Joe Lynch’s Wrong Turn 2 raised the bar for DTV sequels. It wasn’t perfect, but it was made with passion, relished in its “We don’t have to play in 3000 screens” fate, and was simply a damn fun time, with great kills and a fun cast. It also had its own identity apart from the more serious original film, so I was sort of intrigued by another creative team taking the reins for a 3rd film, hoping a filmmaker with style could deliver yet another new direction for the series. Sadly, Wrong Turn 3: Left For Dead is about as abysmal as you can get for a sequel; if WT2 raised the bar, then WT3 lowers it right back down to where it was, and possibly a notch or two lower.
Absolutely nothing about this film works. Some of the ideas for kills are great, but they are all executed with the shittiest CGI this side of Van Helsing. And too many of the other kills are merely copies of the other films’; once again a character is “shockingly” dispatched by an arrow through the head. And the over-the-top nature of the kills doesn’t match the otherwise more serious tone of the film. In WT2, the characters were fun, largely good people. Here, we get a busload of prisoners, a generic cop, and Hills Run Red’s Janet Montgomery, who I thought was the best of the actors in that film but is absolutely atrocious here as the lone survivor of a group of kayakers who get dispatched in the film’s opener (which is about as good as the film gets).
And screenwriter Connor James Delaney should be ashamed of himself for the wholly logic-free bullshit this movie calls a plot. After a bus full of convicts and cops is rammed off the road by Three Finger, the cons somehow seize control and force the surviving cops to lead them to safety. But they stumble across an armored truck that also went off the road 50 years ago. Apparently, the bank/police never bothered to retrieve their fortunes (and the WT2 reality show team never stumbled across it either while outfitting the entire area with cameras?), so the cons and cops each carry two bags of loot. Of course, whenever someone dies their bags are handed to someone else, and by the end we have guys carrying 10 bags a piece, despite the fact that simply carrying two bags was an issue for some of the folks earlier in the film. We also have to believe that the police force would never even come close to rescuing anyone, even with another cop knowing that they took “Old Mill Road” as a shortcut. And that five prisoners (including a high ranking mobster) would be transferred in the middle of the night with an inexperienced cop in charge. And so on and so on. It’s not like any movie of this type is really steeped in logic, but Delaney isn’t even trying here.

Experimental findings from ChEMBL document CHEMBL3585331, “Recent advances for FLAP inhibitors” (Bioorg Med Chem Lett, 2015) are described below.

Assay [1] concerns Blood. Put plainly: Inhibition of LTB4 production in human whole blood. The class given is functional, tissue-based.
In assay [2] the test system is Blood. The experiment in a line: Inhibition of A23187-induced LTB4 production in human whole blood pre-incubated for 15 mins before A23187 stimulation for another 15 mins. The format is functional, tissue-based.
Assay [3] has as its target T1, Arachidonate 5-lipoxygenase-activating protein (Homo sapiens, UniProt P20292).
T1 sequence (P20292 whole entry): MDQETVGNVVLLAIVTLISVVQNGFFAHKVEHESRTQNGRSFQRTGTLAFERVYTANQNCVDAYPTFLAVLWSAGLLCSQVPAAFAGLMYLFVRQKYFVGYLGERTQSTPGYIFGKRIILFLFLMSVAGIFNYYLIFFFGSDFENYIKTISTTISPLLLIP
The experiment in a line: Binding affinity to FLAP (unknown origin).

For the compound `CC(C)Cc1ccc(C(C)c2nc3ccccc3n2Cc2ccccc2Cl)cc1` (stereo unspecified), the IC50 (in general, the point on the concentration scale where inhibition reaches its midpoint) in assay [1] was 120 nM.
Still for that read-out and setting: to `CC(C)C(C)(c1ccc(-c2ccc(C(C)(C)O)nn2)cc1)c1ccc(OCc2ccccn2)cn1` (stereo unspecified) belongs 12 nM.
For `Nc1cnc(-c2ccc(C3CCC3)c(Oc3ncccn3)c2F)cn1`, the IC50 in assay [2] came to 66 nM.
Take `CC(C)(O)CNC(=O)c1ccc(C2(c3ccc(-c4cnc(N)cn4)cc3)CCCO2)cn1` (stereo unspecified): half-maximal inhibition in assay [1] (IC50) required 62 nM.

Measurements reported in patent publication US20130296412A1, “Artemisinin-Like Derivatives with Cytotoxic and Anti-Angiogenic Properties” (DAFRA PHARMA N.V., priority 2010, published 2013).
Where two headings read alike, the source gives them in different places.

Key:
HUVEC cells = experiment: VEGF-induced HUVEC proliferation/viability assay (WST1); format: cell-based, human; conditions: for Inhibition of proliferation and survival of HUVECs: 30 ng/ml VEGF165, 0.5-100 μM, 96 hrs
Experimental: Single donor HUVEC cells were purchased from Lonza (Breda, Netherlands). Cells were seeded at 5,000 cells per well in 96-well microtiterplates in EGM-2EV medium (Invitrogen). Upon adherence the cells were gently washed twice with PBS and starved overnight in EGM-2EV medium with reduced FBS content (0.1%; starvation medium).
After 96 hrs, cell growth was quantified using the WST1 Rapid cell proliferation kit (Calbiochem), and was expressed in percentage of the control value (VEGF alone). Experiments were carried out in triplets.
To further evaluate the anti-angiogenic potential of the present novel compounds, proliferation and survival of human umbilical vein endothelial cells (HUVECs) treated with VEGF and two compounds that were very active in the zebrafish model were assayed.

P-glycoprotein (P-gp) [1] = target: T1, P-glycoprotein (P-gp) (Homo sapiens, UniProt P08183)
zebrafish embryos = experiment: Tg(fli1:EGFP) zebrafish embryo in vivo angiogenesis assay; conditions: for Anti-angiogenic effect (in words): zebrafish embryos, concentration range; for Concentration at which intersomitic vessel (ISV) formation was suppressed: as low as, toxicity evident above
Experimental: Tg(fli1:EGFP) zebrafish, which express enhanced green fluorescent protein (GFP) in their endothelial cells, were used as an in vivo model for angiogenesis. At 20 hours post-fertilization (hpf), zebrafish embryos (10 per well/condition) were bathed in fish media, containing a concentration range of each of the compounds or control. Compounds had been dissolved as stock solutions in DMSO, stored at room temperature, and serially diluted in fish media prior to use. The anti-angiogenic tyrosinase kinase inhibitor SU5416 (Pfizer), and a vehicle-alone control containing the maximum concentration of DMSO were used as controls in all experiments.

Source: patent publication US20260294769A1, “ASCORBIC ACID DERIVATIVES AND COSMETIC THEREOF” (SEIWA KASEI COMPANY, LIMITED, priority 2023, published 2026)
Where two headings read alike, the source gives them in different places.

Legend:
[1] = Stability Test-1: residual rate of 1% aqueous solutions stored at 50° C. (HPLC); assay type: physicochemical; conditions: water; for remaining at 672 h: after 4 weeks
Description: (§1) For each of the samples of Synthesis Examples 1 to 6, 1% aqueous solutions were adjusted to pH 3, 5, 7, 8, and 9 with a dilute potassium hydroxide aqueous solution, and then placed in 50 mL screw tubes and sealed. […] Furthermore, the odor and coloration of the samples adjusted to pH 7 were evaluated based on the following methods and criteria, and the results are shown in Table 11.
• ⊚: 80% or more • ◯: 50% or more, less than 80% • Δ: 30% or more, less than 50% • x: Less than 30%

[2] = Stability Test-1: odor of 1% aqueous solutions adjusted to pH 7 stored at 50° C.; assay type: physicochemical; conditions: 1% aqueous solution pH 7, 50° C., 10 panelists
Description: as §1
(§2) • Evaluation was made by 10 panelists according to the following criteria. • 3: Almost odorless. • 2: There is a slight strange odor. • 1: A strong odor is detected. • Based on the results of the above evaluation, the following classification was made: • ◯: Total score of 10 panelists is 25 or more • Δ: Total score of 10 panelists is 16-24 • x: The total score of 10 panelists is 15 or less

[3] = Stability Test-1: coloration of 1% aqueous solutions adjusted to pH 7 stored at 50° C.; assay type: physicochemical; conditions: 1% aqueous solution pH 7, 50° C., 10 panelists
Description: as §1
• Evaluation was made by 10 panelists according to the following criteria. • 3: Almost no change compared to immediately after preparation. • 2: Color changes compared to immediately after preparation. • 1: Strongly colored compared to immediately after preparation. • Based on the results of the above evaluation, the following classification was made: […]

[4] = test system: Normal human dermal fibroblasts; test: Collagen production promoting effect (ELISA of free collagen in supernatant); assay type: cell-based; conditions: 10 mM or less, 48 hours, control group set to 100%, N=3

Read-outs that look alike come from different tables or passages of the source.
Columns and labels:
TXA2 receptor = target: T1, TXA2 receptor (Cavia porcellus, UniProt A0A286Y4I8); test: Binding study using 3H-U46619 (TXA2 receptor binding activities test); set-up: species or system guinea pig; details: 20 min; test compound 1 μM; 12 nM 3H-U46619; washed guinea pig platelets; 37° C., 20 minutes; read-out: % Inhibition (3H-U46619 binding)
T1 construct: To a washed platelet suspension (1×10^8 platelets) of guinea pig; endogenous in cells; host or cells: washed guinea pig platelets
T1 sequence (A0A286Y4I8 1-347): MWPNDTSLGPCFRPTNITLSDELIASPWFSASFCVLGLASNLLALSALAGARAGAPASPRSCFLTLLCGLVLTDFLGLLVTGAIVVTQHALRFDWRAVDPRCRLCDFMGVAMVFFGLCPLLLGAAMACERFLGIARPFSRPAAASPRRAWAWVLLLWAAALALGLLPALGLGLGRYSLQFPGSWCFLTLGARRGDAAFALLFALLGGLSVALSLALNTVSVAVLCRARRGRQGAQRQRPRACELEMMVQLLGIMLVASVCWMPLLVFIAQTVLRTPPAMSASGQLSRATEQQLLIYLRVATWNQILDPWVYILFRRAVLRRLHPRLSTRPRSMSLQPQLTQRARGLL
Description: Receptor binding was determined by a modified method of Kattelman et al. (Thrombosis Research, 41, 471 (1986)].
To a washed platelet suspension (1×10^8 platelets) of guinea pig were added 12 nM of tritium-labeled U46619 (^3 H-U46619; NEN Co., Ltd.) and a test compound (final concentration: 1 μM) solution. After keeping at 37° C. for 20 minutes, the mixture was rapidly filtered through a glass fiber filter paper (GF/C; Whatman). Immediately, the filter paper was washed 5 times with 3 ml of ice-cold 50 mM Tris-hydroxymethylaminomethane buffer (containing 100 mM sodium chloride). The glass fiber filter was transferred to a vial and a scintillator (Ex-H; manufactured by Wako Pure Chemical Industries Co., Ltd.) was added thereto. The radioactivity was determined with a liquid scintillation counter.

He also inexplicably decides to A. keep the mutants that died in the last film dead (a first) and B. not introduce any new ones. Besides Three Finger, only Three Toe appears, and he is brutally murdered by one of the cons almost instantly. Given how abhorrent the convicts are, I’m actually pulling for the mutants this time around, so to kill off what is essentially a hungry kid in such vicious manner is just awful. Worse, this leaves only Three Finger, who has seemingly gained teleportation skills, and is even more indestructible than ever; I think he “comes back to life” about five times in this movie.
Plus it just feels horribly cheap. Everything from the sets (the “police task force” room is hilariously low-grade) to the opening titles to the acting (not a single recognizable face in the film save Montgomery; even Three Finger is played by a new guy) is as low-rent as you can get, and the horrid CGI and such doesn’t help. And the green-screens! Good Christ; at one point we see three shots from behind the driver (facing the road) in a scene of the bus driving, and it’s the same fucking patch of road every time, and poorly matched to boot (it also doesn’t match the speed of the road going by in the other shots). You would think after the better than average reception of WT2, that FOX would put some effort into this one seeing as it’s going to have a little more interest than the usual DTV sequel, but it’s the opposite; the production value of your average Full Moon sequel seems higher.
The saddest thing about it is that at its core is a potentially interesting story. Cops teaming up with criminals and regular folks against a common enemy – sound like Assault on Precinct 13 a bit? Hell, they even make an Assault-like pit stop at a ranger station prior to the crash; it would have been great to confine the film there and do something interesting (arrest the baby and have Three Finger and (hopefully) some others come down to reclaim him). Instead we get the umpteenth journey through the woods, without any of the class of the original or splatter-y fun of the sequel. O’Brien and Delaney have indeed put their own stamp on the series – they made the one that completely sucks.
Read BC’s longer and more spoiler-y review at Horror Movie A Day!
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